Online Master TSCM

Online Master TSCM at VU University Amsterdam

An organizational and macro-economic perspective combined
As a student in the Master’s specialization in Transport & Supply Chain Management at the Faculty of Economics and Business Administration at VU University Amsterdam, you will become thoroughly familiar with the organization of flows of goods and services and related flows of money and information in supply chains and transportation networks. You will study core aspects including the organization, design, maintenance, usage and optimization of supply chain strategy, processes and cooperation in these networks. You will look at supply chains and transportation networks both from the perspective of individual companies (focused at e.g. transport and logistics processes) and from a macro-economic perspective (focused at e.g. government regulations and the environment). 

Focus on complex trade-offs
Decision problems in supply chains and transport networks are by nature multi-faceted. Interrelationships between actors in a supply chain - businesses, public bodies, non-profit organizations - are extremely complex. Decisions cannot be judged on a single aspect only; focusing just on profit maximization is not enough for achieving sustainable growth. In this Master’s programme specialization, you will learn to capture and analyze complexity in supply chains and transport networks. You will become thoroughly familiar with the organization of flows of goods and services and related flows of money and information in supply chains and transportation networks. Core aspects include the organization, design, maintenance, usage and optimization of supply chain strategy, processes and cooperation in these networks. This multi-faceted approach to analyzing supply chains and transport networks will provide you with excellent opportunities for an outstanding career in this sector. 

As a Transport & Supply Chain Management student, you will be able to perform research in the area of transport and supply chain management and you will be able to report on the results both to other researchers and to a variety of organizations in the form of management reports and research papers.

During your Master’s specialization in Transport & Supply Chain Management you will:

  • gain broad knowledge of Transport and Supply Chain Management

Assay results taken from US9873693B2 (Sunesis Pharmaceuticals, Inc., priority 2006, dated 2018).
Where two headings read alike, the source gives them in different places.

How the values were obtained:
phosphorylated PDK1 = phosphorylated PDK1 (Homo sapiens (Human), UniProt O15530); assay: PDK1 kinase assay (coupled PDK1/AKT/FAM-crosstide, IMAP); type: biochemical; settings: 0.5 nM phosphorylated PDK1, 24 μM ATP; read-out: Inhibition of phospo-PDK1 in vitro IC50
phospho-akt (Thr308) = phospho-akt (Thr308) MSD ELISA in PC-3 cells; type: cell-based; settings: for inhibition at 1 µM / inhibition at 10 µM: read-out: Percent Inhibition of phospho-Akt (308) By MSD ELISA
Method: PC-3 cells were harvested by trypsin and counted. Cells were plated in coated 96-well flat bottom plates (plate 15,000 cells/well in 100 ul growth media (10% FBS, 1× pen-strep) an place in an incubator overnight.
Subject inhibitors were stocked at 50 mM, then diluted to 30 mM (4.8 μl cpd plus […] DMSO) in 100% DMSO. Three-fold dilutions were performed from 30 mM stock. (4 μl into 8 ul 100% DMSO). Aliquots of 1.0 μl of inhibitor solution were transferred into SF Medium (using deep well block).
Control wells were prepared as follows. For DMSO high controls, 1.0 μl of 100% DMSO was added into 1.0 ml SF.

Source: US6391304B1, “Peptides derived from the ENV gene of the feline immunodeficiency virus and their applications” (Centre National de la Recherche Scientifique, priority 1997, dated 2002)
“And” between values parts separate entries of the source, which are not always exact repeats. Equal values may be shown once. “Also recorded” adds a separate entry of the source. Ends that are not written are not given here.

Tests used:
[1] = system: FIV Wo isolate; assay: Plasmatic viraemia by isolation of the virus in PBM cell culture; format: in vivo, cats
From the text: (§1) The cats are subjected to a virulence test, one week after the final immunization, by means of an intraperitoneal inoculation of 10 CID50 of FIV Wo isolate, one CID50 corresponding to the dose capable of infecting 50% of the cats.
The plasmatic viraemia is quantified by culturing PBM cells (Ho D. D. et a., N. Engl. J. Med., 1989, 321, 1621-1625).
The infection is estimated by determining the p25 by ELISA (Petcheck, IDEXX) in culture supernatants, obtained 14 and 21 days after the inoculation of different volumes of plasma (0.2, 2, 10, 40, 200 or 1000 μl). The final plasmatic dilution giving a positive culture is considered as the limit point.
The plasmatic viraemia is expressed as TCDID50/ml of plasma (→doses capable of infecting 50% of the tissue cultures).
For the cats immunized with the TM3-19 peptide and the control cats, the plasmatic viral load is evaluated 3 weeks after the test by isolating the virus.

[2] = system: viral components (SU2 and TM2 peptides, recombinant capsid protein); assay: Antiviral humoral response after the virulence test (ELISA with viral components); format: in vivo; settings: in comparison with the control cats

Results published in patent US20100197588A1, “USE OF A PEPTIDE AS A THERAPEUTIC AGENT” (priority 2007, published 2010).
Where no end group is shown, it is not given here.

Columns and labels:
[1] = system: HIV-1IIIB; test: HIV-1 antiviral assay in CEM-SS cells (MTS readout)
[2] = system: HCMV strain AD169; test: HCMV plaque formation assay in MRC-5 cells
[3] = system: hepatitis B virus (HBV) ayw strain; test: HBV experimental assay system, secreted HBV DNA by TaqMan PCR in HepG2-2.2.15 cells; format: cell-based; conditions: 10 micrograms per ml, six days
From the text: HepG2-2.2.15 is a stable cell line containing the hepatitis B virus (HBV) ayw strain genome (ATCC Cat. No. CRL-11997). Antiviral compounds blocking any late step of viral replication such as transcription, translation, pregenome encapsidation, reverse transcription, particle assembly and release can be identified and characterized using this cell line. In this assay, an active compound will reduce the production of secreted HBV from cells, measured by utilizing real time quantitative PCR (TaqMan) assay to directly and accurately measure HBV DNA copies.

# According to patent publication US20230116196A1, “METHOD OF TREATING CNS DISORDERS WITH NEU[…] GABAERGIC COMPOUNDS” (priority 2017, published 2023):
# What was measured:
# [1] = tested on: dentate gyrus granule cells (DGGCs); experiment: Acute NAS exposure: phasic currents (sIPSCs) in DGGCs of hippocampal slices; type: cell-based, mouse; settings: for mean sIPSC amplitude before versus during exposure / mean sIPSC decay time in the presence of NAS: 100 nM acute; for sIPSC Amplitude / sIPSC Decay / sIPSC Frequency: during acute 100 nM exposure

• learn to recognize and be aware of recent scientific developments and industry best practices in the field of Transport & Supply Chain Management
  • develop research and analytical skills for conducting research and supporting decision-making in the area of Transport & Supply Chain Management
  • learn to report on conclusions and research results to a varied audience of professionals and academics from the field
  • understand similarities in the behavior of transport companies belonging to different sectors
  • learn to analyze and solve logistical problems at the company level and at the supply chain level using your knowledge of various disciplines
  • develop solution approaches for designing logistics strategies and processes and for controlling supply chains
  • learn to identify the pitfalls and opportunities for companies with regard to cooperating in transport chains and supply chain management
  • understand the impacts of government regulation on transport and supply chain management

 

A small but international group
Supply chains and transport networks are international by nature and so is our group of students. Although you will study at a distance we will do all we can to make you part of our (relatively small) group of on-line students and large community of regular students. Our research and teaching staff has a strong international focus and performs research that is not only at the forefront of academic knowledge, but that is also relevant to society as a whole. As a student in the Transportation & Supply Chain Management specialization, you will have the opportunity to participate in our exciting and cutting-edge research. Here are two examples.

  • Free local public transport: does it make sense?
    A frequently expressed policy aim is to increase the use of public transport. One of the instruments to do this is to make local public transport (bus, tram, metro) free. This might lead to inefficiencies in local public transport and increased demand for national public transport (train) accompanied by a decrease in roadway congestion. The cost-effectiveness of such an approach can be studied by means of a cost-benefit analysis.
  • Managing the supply chain of banknotes
    Everyone uses them but how often do we wonder how their supply chain is managed? Banknotes. Cash dispensers need to be replenished with banknotes but how often and which banknotes are needed – and in which quantities – to guarantee high levels of service to consumers? What are efficient and effective ATM replenishment and maintenance strategies? How can we integrate the flows of cash to and from ATM’s with the flows of cash to and from retail outlets? The logistics research group received a 900K Euro grant in May 2014 to perform research in this area during the next 4 years.